Ok. Thats it for now.

Gotta go do some stuff.

Seeing things and people in Tokyo.

Sunday, December 9th, 2007

So I’ve been in Tokyo for the last while. My time here has been extremely busy. No time for silly things like blogging. However, I have been thinking a good deal about this country and culture.

The one thought that I keep circling around is the idea that Japan is spending a good deal of energy and resources on innovation and development that is relevant only for the Japanese, and is still somehow failing to find ways to make their contributions resonate fully in the world community. I’ll try to come back to this point, but for now some vignettes of the week.

We spent the first couple of nights in Tokyo at the home of Yoji Sakate. Mr. Sakate is the artistic director of the Rinkogun company, and current head of the Japan Playwrights Association. I have known Sakate for about a decade now. We first met when I performed the simultaneous translation for a tour of Rinkogun’s Capital Of The City of the Gods. This was a significant tour for me in that it marked my first visit to New Orleans. I have since translated a number of Sacate’s plays and directed a reading of a section of his Attic. The last time I was in Japan was when I was here 6 years ago to create an adaptation of Moby Dick with RInkogun. So the first night we were in Tokyo, a bunch of the people who had worked on that show came over and we had about 17 tons of food and drink. It lasted late into the night. I had a long conversation with Mr. Furumoto, Rinkogun’s managing director. He’s from Toyota, where I grew up, so we have always had an interesting bond. It was interesting to hear how the funding situation in Japan is getting more and more severe. GOS grants that had kept the company alive for most of it’s 25 years, have simply gone away. Despite the fact that Rinkogun and Sakate have won just about every award available to them, and are arguably one of the most firmly established companies in the country, they’re still having to re-invent the funding wheel every year to stay afloat. There was a woman at the party that I did not know, who brought some food that she introduced as “macrobiotic”, informing us that it’s currently a big hit in the United States. This is a common trope, something that is barely on the radar in the U.S. is marketed here as a huge craze that is sweeping the United States. What struck me though was that she used the word “macrobiotic”. Now, I may be wrong about this, but my understanding is that the concept of macrobiotic food is based on “Shoujin Ryouri”, which is the food eaten in certain Japanese Buddhist monasteries. So there’s a perfectly good Japanese term for this stuff, which everyone in Japan would understand. “Macrobiotic” is, at best, clumsy in Japanese.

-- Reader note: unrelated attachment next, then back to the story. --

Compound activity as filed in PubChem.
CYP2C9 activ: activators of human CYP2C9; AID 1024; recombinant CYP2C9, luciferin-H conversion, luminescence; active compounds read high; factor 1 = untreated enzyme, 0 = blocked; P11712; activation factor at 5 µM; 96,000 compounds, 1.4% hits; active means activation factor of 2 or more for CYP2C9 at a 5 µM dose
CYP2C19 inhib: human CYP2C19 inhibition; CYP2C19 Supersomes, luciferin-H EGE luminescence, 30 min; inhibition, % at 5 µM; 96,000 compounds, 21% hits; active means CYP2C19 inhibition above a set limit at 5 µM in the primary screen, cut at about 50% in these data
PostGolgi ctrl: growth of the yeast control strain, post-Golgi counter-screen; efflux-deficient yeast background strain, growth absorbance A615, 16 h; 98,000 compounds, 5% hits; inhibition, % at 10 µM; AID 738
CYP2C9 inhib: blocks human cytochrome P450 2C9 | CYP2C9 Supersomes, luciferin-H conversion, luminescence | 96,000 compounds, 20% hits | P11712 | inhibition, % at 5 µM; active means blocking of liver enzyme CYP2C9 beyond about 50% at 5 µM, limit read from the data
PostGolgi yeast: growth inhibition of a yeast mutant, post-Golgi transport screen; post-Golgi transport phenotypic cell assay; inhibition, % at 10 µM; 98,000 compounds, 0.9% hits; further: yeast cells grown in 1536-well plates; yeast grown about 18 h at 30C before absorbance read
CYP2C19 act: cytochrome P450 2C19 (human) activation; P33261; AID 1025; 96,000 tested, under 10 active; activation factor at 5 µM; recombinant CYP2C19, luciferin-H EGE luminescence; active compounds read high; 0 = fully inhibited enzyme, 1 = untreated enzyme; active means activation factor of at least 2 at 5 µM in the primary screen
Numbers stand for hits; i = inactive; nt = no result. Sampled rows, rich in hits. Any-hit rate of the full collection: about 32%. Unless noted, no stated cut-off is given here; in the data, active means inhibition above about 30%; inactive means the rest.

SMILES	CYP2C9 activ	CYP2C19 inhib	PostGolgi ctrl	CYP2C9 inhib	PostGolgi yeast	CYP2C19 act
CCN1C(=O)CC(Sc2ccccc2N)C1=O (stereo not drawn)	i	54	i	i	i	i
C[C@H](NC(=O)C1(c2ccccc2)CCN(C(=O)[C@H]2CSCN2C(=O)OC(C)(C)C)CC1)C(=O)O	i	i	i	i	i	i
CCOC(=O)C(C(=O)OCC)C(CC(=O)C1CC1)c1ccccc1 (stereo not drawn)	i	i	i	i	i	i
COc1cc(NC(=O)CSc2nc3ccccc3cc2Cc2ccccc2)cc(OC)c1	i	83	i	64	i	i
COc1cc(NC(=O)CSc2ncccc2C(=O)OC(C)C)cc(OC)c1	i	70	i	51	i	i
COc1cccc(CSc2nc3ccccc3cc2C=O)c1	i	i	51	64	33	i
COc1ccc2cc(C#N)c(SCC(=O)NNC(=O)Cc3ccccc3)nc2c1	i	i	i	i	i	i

The next day, Akiko and I went down to Yokohama to have lunch with Akiko’s older sister and the elder of her two daughters. The ocean-front area of Yokohama around the new “Landmark Tower” is a futuristic architectural splurge with amusement parks, hotels and shopping malls arranged like the diorama of a theoretical cubist city. Post-modernism is alive and well in Yokohama. After lunch, Akiko and I went up to the top of the Landscape Tower (the tallest structure in Japan) on the elevator (the fastest elevator in Japan, although the certificate on display from Guiness said “Fastest Elevator” so I’m not sure if there’s a faster one anywhere). The view was spectacular. Even in Yokohama, which is technically past the southern border of Tokyo, the expanse of buildings is unending. You literally can’s see the edges of the city. It’s civilization as far as the eye can see, off past the curvature of the earth.